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der Softwareentwickler / der Software-Entwickler – the software developer
Another term is der Programmierer – the programmer
I miss the days when people would ask me if I’m a student, and I could say, “Ja, ich bin Studentin. Ich studiere Computerwissenschaft.” When you have to introduce yourself, it is much easier to just state what you study.
Now, it’s more complicated.
I think what a person does (in terms of the scope of work) as a Softwareentwickler really depends on the organisation that he works for. Yes, coding is most definitely part of the job description, but whether he has other responsibilities or is variable.
My official job title is “Software Engineer”. The literal translation for that would be Softwareingenieur.
Well, Softwareingenieurin in my case. (The whole genders thing also makes it hard when I have translate my job into another language, because a job like “engineer” is considered traditionally male, and the term for a woman with that profession can be the same. It’s at least an extra step to find out.)
According to the German Wikipedia article, the Berufsbezeichnung (job title) of Softwareentwickler is not protected in Germany and Austria. On the other hand, to be a Softwareingenieur requires that someone undergoes a technical course first.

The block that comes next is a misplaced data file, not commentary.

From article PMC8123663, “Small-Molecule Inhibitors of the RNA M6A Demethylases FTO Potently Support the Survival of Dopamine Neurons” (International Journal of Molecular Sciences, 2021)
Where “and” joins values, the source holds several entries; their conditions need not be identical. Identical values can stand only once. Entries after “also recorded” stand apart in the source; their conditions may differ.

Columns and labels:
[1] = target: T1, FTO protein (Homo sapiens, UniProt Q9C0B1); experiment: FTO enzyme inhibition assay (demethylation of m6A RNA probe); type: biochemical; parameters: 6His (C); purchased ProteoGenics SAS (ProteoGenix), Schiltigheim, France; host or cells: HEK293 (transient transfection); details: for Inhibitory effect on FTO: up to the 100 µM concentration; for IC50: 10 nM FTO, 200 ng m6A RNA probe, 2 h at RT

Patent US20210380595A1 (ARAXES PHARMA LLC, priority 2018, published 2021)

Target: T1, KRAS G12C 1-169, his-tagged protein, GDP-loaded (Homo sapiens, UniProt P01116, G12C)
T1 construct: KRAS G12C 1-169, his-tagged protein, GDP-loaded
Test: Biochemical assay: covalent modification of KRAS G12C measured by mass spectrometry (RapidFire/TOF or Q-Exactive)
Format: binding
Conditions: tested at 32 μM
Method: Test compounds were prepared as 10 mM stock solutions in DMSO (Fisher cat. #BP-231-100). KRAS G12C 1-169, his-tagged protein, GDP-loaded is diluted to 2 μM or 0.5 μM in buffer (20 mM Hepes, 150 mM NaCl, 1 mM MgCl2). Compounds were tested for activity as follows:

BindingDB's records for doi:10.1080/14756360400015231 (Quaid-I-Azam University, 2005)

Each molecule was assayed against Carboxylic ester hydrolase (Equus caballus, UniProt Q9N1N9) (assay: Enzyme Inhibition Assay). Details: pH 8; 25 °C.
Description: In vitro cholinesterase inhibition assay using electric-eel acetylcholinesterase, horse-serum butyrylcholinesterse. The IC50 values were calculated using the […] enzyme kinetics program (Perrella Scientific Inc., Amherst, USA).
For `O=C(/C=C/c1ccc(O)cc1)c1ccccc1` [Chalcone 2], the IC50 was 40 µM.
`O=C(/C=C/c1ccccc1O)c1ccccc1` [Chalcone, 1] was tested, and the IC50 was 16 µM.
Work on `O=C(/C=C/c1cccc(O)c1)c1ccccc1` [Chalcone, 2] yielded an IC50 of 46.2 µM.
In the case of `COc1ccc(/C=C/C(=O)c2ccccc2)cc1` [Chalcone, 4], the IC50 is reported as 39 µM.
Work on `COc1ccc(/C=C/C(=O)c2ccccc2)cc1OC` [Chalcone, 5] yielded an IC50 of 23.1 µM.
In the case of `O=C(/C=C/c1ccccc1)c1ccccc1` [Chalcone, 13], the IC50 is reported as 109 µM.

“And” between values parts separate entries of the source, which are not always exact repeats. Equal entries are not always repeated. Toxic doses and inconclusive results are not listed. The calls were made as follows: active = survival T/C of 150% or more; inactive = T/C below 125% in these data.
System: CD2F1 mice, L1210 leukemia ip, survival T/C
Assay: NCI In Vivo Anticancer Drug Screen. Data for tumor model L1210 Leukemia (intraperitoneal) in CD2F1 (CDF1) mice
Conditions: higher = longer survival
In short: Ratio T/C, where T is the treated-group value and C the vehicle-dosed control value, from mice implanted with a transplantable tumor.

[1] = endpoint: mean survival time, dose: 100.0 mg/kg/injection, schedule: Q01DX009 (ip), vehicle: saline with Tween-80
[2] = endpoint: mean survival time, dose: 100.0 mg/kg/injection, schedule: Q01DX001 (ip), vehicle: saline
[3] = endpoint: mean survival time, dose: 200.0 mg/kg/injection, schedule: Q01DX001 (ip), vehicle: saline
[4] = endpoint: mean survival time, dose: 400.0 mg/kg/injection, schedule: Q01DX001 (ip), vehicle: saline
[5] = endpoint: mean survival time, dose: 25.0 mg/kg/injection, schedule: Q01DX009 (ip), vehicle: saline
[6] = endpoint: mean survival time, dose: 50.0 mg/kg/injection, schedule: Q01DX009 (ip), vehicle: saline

Earlier, I mentioned that Programmierer is another term for Softwareentwickler (according to Wiktionary, that claims Wikipedia as its source – take that as you will).
Back in university, I took a class on software engineering. In one lesson, the professor made a distinction between the code monkeys – the programmer – and the software engineer. While he didn’t say that being a programmer was a worse job than an engineer (he said there was nothing wrong with either job), I got the idea that a mere “programmer” is somehow not as… good. In the sense of how, if you know software engineering, you can write better, less smelly code. Code that is easy to maintain, and makes others happy to read.
In my mind, “software developer” has been the synonym “software engineer”, while “programmer” is something different.
But considering how the terms are in German has made me think. Considering what I do, and what others in my field do, I am now inclined to agree with the online encyclopaedia: “Die Unterscheidung von Programmierer zum Softwareentwickler ist fließend, teilweise werden die Begriffe auch synonym verwendet.” (The distinction between programmer and software developer is fluid, and the terms are sometimes also used as synonyms.)